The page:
The Gillis Centre is a place of Christian hospitality to which all are welcome.


The Gillis Centre
100 Strathearn Road
Edinburgh EH9 1BB

Tel: + 44 (0)131 623 8933
Fax: + 44 (0)131 623 8944

Dutch German Italian French Polish Mandarin

© Crown Copyright reproduced courtesy of Historic Scotland.

Canongate Kirk, Edinburgh

Canongate Kirk, Edinburgh

St Giles Cathedral Edinburgh

St. Mary's Roman Catholic Cathedral Edinburgh

Photos courtesy St Mary’s Cathedral, Palmerston Place

Photos courtesy St Mary’s Cathedral, Palmerston Place



Edinburgh’s religious history is a fascinating one, which can be traced from the days when Scotland’s people were almost all Roman Catholic in their faith, through the Reformation in the 16th Century and into the 21st Century, when the many faiths are represented;  now you can visit churches and cathedrals, mosques and temples. All of them are interesting, not just because of the religious aspect, but because of their architecture and their history. We suggest that, if you have time, you visit one or more of Edinburgh churches, cathedrals, chapels,as well as the Central Mosque and the Sikh Temple. Whatever your beliefs, you will find much of interest and our staff can tell you where they are and how to get there..

St. Margaret’s Chapel at the Gillis Centre, is a gem and you can read about it on our website or you can download a pdf of the guidebookIf you want to visit it,
ask one of our staff.

St. Mary’s Cathedral (Roman Catholic) in York Place is the main place of worship for Roman Catholics in Edinburgh. The Chapel of St. Mary was opened in 1814, originally designed by James Gillespie Graham, who designed our Chapel.  The church was considerably embellished over the years and in 1878 it became the pro-cathedral of the new Archdiocese of St. Andrews and Edinburgh.  In 1886 it became the Metropolitan Cathedral.  St. Mary's has been extended, reguilt and remodeled many times over the years.  Pope John Paul II visited St. Mary's in 1982.  Mass is held every day.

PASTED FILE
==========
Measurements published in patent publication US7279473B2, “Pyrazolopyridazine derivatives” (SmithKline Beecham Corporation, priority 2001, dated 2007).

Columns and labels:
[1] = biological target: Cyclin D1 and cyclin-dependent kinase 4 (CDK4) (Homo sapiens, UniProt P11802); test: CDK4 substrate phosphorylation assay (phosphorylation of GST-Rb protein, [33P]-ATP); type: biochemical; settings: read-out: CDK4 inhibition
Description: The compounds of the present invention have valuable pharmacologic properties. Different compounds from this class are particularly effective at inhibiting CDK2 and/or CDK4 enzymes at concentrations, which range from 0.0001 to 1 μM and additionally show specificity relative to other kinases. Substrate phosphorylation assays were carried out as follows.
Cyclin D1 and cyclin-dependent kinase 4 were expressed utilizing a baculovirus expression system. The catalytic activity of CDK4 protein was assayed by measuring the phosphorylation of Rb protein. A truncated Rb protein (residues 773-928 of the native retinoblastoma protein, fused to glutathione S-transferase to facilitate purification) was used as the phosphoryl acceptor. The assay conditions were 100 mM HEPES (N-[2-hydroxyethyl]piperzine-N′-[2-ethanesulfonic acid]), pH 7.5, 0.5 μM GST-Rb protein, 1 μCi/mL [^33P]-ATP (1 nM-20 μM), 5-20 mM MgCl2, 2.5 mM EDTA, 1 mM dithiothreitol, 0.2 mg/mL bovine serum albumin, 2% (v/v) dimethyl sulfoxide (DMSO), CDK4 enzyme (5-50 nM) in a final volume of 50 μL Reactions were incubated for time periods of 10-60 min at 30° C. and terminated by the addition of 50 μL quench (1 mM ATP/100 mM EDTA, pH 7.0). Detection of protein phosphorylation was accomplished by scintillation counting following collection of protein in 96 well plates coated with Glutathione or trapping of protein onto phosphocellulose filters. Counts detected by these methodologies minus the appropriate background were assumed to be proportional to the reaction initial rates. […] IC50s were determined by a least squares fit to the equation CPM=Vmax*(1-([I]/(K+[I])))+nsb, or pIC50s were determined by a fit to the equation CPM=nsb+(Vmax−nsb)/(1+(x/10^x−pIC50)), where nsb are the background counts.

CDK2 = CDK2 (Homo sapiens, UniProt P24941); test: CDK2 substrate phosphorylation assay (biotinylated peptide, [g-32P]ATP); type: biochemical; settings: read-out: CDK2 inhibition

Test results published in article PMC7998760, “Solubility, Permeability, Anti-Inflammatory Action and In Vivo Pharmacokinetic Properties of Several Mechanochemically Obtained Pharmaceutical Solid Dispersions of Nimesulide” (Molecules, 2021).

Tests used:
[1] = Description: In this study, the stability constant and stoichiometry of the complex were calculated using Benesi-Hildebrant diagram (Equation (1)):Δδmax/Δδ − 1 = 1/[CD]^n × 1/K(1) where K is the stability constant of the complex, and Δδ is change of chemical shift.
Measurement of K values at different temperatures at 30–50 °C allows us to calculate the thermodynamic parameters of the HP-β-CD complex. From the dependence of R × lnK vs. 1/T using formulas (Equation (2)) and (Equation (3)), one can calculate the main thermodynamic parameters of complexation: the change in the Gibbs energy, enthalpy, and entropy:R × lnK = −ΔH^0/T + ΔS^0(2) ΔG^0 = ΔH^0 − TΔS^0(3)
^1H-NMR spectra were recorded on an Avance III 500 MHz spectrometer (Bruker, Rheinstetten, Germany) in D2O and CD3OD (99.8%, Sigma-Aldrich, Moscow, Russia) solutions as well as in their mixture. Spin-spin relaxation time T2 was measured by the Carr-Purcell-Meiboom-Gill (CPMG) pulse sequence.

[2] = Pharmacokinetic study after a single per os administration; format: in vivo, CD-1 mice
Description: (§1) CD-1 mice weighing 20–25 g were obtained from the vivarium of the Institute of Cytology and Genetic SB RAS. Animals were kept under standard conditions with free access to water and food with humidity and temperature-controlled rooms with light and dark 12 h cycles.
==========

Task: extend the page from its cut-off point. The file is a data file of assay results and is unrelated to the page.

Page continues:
St. Margaret’s Chapel in Edinburgh Castle, (Church of Scotland) was built in the 12th century and is dedicated to Queen Margaret of Scotland, who was later canonised.
This is the smallest place of worship in Edinburgh and is said to be the oldest building in the city.

St. Mary’s Cathedral (Episcopal) in Edinburgh’s West End, with its two magnificent towers, is the mother church of the Episcopal Diocese of Edinburgh.  Designed by another famous architect, Sir George Gilber Scott, St. Mary's is the largest ecclestical building in Scotland.  There are often concerts.

St. Giles Cathedral (Church of Scotland) on the Royal Mile, which was Roman Catholic until the Reformation. There is a daily service and often musical events
are held there.  The Thistle Chapel, the windows and the many memorials are points of interest. .

The Canongate Kirk (Church of Scotland) on the Royal Mile, where the royal family worship when they are in Edinburgh. Nearby is the Palace of Holyroodhouse, the Queen’s official residence in Scotland.   It is open daily between May and September, when members of the congregation are on hand to tell you about its history.

Edinburgh also has communities of Muslims and Sikhs:
Edinburgh Central Mosque This is the main place of worship for Muslims, built in the late 20th Century.

Edinburgh Guru Nanak Gurdwara (Sikh) represents a culture of the East.



Scottish Tourist Board 3 Star Guest HouseAccessibility Award Category 2
Archdiocese of St Andrews and Edinburgh,
registered charity No. SC008540
Photography © Anna Miloszewska
Website by Digital Routes | © The Gillis Centre